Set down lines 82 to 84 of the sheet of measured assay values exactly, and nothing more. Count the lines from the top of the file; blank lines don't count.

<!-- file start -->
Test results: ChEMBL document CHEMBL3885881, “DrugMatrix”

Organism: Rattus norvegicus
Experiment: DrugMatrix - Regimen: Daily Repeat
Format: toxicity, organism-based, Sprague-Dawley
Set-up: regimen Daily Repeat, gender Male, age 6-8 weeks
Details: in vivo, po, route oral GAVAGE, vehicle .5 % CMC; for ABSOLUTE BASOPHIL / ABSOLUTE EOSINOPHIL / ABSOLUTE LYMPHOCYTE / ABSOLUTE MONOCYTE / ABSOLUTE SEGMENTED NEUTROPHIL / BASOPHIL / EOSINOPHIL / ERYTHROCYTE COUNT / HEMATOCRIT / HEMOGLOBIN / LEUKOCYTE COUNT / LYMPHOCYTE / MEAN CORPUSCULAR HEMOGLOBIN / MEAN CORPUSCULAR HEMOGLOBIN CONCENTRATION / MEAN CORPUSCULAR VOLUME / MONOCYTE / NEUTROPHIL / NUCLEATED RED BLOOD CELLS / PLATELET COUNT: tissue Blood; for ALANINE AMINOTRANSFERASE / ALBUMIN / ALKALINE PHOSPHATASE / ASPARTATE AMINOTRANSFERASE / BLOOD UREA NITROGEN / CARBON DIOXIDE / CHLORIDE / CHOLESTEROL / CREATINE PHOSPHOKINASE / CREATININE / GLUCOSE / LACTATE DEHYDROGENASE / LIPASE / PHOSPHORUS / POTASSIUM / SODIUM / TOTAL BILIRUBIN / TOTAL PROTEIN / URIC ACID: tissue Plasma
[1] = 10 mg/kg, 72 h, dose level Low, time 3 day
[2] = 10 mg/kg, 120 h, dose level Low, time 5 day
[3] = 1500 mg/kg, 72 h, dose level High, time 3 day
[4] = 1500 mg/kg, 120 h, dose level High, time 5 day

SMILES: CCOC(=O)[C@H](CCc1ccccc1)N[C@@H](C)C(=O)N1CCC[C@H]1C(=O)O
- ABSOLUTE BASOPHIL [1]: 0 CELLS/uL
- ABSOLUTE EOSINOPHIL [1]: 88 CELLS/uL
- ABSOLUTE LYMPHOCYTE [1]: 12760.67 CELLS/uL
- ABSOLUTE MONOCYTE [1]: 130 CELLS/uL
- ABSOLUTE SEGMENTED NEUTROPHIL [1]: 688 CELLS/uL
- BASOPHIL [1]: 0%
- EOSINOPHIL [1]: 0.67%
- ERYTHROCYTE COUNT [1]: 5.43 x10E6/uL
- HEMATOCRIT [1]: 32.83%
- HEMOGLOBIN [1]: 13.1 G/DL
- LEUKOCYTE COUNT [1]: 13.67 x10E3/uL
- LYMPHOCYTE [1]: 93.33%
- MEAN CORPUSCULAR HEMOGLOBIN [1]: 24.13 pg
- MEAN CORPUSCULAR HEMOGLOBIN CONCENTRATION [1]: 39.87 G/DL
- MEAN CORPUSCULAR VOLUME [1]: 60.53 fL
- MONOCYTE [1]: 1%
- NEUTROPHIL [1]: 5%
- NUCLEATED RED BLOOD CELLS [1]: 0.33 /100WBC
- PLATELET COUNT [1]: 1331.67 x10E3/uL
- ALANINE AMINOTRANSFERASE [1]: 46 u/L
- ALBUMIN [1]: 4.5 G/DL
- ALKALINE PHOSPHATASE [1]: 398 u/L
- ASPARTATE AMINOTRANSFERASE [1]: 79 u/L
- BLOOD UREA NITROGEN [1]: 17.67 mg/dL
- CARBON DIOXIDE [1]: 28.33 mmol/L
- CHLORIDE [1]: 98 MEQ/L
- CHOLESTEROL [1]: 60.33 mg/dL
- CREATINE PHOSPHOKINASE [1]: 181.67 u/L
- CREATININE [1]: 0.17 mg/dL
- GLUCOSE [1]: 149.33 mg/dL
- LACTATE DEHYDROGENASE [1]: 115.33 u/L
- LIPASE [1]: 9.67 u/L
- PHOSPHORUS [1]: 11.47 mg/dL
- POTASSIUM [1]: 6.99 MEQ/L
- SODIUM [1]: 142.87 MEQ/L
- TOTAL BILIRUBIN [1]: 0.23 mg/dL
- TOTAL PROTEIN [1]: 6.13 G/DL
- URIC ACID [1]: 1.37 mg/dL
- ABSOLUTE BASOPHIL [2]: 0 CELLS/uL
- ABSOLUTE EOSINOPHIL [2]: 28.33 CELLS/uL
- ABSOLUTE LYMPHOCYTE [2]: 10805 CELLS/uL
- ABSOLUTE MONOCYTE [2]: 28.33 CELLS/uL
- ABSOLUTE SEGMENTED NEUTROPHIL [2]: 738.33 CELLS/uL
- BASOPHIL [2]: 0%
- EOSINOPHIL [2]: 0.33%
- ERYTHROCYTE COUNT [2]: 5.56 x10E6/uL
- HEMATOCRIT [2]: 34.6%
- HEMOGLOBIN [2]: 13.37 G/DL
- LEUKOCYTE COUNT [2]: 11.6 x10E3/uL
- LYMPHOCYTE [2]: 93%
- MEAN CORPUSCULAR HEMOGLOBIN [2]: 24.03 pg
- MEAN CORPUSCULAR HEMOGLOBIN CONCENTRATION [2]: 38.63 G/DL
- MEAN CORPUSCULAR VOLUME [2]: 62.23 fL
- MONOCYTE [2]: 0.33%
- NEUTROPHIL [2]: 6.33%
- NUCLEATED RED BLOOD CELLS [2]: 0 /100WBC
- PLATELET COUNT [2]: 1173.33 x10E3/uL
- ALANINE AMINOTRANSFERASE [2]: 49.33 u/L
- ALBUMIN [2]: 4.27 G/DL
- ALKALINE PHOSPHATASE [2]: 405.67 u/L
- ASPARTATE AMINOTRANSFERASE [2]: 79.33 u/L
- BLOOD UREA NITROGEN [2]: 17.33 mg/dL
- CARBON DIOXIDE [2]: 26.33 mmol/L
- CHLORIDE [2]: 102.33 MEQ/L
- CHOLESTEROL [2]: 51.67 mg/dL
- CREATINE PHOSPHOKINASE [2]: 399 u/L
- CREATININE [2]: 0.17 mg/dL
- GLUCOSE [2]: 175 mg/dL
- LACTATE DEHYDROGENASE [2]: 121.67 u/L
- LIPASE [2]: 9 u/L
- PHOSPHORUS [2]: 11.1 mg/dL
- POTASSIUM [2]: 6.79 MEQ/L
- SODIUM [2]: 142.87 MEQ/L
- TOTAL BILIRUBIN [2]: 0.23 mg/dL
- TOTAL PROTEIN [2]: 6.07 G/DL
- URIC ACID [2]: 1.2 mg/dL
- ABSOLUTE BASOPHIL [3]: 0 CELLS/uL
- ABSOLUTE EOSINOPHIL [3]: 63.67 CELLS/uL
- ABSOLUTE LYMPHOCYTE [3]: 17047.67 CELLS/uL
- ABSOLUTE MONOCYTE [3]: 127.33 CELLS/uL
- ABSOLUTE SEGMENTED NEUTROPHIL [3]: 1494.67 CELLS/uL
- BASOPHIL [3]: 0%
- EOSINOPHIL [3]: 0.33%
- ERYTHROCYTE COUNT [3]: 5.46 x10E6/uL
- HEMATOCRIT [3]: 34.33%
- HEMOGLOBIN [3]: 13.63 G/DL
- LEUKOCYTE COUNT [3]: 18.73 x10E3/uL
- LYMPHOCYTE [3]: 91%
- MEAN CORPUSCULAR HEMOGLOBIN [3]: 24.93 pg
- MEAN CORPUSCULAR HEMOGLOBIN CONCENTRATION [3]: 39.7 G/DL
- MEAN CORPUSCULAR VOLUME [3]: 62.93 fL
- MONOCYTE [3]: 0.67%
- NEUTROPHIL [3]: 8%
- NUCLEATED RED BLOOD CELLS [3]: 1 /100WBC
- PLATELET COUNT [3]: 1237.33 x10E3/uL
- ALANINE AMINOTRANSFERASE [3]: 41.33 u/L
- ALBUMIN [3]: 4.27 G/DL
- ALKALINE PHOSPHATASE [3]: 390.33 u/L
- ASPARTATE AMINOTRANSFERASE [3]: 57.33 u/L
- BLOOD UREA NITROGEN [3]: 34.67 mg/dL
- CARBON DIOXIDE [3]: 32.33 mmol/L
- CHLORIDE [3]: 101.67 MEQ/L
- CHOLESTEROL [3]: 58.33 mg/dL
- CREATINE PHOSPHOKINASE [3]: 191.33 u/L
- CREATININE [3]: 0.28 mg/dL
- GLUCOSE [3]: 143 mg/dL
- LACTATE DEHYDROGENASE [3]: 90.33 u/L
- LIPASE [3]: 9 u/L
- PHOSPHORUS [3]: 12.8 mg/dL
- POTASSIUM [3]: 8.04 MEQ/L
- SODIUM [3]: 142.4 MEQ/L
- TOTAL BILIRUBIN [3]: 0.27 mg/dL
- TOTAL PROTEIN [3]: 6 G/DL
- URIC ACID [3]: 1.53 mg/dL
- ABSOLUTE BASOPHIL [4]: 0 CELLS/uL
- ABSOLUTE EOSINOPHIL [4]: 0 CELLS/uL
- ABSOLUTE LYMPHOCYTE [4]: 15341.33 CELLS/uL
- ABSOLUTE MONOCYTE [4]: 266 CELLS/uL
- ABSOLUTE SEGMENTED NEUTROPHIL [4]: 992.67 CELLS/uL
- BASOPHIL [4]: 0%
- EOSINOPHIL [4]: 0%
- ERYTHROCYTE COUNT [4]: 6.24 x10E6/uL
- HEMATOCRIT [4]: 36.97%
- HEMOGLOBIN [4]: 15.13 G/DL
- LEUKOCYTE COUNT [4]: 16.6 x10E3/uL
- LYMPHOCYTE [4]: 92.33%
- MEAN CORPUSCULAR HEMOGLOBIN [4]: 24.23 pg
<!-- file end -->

- PHOSPHORUS [2]: 11.1 mg/dL
- POTASSIUM [2]: 6.79 MEQ/L
- SODIUM [2]: 142.87 MEQ/L